Unix permission other class [migrated]

Say I’m having the following configuration on a unix system:

usr : grp (User usr is of group grp). In addition I have group gurus.

And I’m running ls -l and get the following output:

-r--rw--w- 1 usr gurus  

Does usr have a write permission of this file? i.e does the ‘other’ class means “the whole world” or “not an owner nor a group member”?”


Why is this defense against “It’s a Unix system!” not widely implemented?

The Jurassic Park scene referenced in the title is infamous for how ludicrous it sounds to those who are tech literate. But it also illustrates what seems to me to be a glaringly huge hole in web security, particularly IoT devices–as soon as attackers find out a server or camera or baby monitor is running linux, they instantly know volumes about how it works. They know that commands like sudo are big juicy targets and they know that shell access will bring with it gobs of useful tools like ls and cat.

So why isn’t OS obfuscation more of a thing? I’m not talking about just hiding the version in web headers. Similar to JavaScript minification or obfuscation, I’m talking about changing the names of binaries and filepaths in the OS itself. Wouldn’t entire classes of attacks be practically useless if the OS had ha7TrUO and RRI6e29 commands instead of sudo and ls? Imagine a hacker that somehow gained remote root access–what are they even going to do if they don’t know any commands?

Implementation would be fairly easy for compilers. Take the simplest case of “rename this function and all calls to it.” You could give an OS compiler and an application compiler the same randomized names and they’d be able to talk to each other. But even if the application has poor security and is vulnerable to bash injection, such attacks would be fruitless.

Obviously this technique can’t be used in all scenarios. Setting aside scenarios like servers maintained by human sysadmins, it seems to me that any device or server managed by automation is a prime candidate for this defense.

I guess the question(s) needs to be a bit more concrete:

  1. Is OS obfuscation as described used widely and I just haven’t encountered it?
  2. If not used widely, what are the practical or technical barriers to usage?

unix command line, e.g. find, to run a script on many binary files that outputs it to a .txt file

i’d like to run a script, say convert.py (which converts binary to ascii, but outputs to stdout) on 30 or so *.gz files, but instead of output going to screen, it goes to a *.txt file, similar to so: convert.py jonny.gz > jonny.txt how would i do it with a for loop or find command? thanks

How to chain unix commands in jupyter notebooks while on windows 10?

My Os is windows 10 and I am using a jupyter notebook from anaconda prompt.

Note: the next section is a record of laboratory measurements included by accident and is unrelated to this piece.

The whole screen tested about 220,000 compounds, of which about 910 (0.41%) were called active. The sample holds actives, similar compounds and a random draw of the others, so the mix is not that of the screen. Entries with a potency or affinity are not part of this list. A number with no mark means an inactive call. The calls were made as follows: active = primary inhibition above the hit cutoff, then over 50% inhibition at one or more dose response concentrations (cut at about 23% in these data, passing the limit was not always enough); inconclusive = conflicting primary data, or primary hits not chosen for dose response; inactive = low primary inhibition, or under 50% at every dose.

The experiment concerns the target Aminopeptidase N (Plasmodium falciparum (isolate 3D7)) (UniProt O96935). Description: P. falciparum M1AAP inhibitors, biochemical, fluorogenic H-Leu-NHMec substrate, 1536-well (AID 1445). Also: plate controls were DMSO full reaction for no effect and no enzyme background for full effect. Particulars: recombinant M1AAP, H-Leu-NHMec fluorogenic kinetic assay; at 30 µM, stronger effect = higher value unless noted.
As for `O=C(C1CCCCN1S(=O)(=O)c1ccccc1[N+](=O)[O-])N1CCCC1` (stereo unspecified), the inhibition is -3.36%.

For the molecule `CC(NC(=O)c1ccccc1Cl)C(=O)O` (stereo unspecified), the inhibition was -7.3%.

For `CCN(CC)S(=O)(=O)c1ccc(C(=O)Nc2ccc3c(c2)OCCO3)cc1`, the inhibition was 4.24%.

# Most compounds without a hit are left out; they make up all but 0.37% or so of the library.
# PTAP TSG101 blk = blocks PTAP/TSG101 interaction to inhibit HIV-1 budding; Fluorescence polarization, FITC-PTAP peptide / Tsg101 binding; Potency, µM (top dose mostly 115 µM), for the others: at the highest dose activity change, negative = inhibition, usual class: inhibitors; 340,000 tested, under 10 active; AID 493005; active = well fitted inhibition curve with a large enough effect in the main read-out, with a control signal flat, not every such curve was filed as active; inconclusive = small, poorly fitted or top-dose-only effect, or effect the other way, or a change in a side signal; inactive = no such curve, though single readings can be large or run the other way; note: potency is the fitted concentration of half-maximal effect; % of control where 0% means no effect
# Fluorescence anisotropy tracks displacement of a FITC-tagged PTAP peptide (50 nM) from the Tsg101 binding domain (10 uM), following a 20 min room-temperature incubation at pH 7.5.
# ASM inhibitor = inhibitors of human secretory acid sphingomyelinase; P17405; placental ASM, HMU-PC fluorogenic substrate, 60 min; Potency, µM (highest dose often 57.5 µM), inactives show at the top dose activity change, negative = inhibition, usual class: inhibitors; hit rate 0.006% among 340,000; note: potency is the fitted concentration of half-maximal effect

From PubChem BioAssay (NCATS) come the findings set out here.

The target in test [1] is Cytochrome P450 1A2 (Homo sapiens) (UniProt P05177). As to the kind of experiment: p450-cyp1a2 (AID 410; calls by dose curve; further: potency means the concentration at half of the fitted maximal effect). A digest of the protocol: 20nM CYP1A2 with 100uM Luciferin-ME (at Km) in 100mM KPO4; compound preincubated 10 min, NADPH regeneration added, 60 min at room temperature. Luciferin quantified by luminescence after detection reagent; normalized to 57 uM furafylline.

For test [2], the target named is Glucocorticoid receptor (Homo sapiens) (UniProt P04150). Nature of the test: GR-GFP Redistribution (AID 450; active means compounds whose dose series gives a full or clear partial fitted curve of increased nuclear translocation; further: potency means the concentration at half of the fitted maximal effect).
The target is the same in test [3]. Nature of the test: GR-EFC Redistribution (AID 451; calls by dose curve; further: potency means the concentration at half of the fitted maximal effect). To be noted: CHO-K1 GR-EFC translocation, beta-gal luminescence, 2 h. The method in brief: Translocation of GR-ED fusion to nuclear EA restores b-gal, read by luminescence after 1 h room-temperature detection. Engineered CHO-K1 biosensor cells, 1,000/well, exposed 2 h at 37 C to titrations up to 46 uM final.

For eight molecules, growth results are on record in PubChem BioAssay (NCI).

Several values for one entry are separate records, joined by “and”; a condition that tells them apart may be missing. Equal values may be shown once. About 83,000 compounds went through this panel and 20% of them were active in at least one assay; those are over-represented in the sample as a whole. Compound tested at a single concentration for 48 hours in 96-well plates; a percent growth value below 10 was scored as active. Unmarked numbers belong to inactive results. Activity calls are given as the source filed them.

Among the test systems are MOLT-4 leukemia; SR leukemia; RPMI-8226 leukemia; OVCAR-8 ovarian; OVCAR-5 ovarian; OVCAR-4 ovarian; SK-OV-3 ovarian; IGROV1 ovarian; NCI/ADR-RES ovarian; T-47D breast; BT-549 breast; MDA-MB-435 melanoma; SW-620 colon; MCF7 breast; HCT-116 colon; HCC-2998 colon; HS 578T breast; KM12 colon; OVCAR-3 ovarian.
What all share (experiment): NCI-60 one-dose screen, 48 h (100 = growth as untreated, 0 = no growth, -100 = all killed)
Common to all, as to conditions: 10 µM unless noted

When I type !pwd it works, When I type !ls -l it works, But when I want to chain the commands and output them to an output file e.g. !(pwd; ls-l) > out.txt it says: “pwd: unknown option — l Try ‘pwd –help’ for more information.”

Does anyone know how to chain these commands and output them to a file?

Thank you in advance

Is C the fastest language because most kernels are written in C viz. Unix, DOS and Macintosh?

Hypothetically if there were an OS named YAOS(yet another OS) written in ALWAC (Another language with another compiler), assuming ALWAC is assembly optimized of course. Would ALWAC be comparable to C in performance, given that C is the fastest language that there is.

To rephrase the question: Would it be a good idea to write a language specifically for a kernel plugin like Symbian OS, Purity OS or Nutanix OS to speed up the development without compromising C like performance? A language native to an OS/kernel module, if you will. I mean, C came after Unix, historically, which is what raised this doubt.

Testing connectivity between Unix and Windows servers

I am doing a failover activity between 2 data centers.

In 1 data center, 1 Oracle database on Linux is replicating data to 1 SQL Server database on Windows using a replication tool.

There is storage level replication for the Windows server, so during the failover activity, the entire VM will failover with the same name, except with a different IP address.

The source is sending a SYN to the (new) target, but there is no evidence that the data packet is reaching the target, and there is no SYN/ACK being sent back.

How can I troubleshoot connectivity to find out if the problem is with Network firewall, Unix server, or Windows server?

(all teams say that there’s no issue from their side)

Should I log into both servers and run telnet with IP and port, or is there a better way?

Thank you.